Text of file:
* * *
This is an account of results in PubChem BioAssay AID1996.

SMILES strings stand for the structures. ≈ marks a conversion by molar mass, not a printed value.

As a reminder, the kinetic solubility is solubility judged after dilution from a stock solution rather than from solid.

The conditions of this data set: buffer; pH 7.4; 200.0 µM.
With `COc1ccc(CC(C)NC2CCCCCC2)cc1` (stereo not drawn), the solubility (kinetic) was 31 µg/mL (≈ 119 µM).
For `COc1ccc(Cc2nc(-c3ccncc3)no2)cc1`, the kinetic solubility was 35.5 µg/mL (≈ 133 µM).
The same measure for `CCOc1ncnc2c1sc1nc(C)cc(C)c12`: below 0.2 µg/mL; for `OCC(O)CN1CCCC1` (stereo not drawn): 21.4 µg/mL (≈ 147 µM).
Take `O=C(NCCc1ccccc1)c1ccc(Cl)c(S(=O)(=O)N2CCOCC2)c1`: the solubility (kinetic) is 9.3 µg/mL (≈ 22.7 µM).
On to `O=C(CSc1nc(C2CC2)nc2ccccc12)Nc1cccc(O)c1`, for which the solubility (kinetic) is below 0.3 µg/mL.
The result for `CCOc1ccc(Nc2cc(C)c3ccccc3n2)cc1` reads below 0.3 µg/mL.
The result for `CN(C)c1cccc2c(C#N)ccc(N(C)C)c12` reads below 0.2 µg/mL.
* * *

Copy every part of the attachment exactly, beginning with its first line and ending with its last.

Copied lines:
This is an account of results in PubChem BioAssay AID1996.

SMILES strings stand for the structures. ≈ marks a conversion by molar mass, not a printed value.

As a reminder, the kinetic solubility is solubility judged after dilution from a stock solution rather than from solid.

The conditions of this data set: buffer; pH 7.4; 200.0 µM.
With `COc1ccc(CC(C)NC2CCCCCC2)cc1` (stereo not drawn), the solubility (kinetic) was 31 µg/mL (≈ 119 µM).
For `COc1ccc(Cc2nc(-c3ccncc3)no2)cc1`, the kinetic solubility was 35.5 µg/mL (≈ 133 µM).
The same measure for `CCOc1ncnc2c1sc1nc(C)cc(C)c12`: below 0.2 µg/mL; for `OCC(O)CN1CCCC1` (stereo not drawn): 21.4 µg/mL (≈ 147 µM).
Take `O=C(NCCc1ccccc1)c1ccc(Cl)c(S(=O)(=O)N2CCOCC2)c1`: the solubility (kinetic) is 9.3 µg/mL (≈ 22.7 µM).
On to `O=C(CSc1nc(C2CC2)nc2ccccc12)Nc1cccc(O)c1`, for which the solubility (kinetic) is below 0.3 µg/mL.
The result for `CCOc1ccc(Nc2cc(C)c3ccccc3n2)cc1` reads below 0.3 µg/mL.
The result for `CN(C)c1cccc2c(C#N)ccc(N(C)C)c12` reads below 0.2 µg/mL.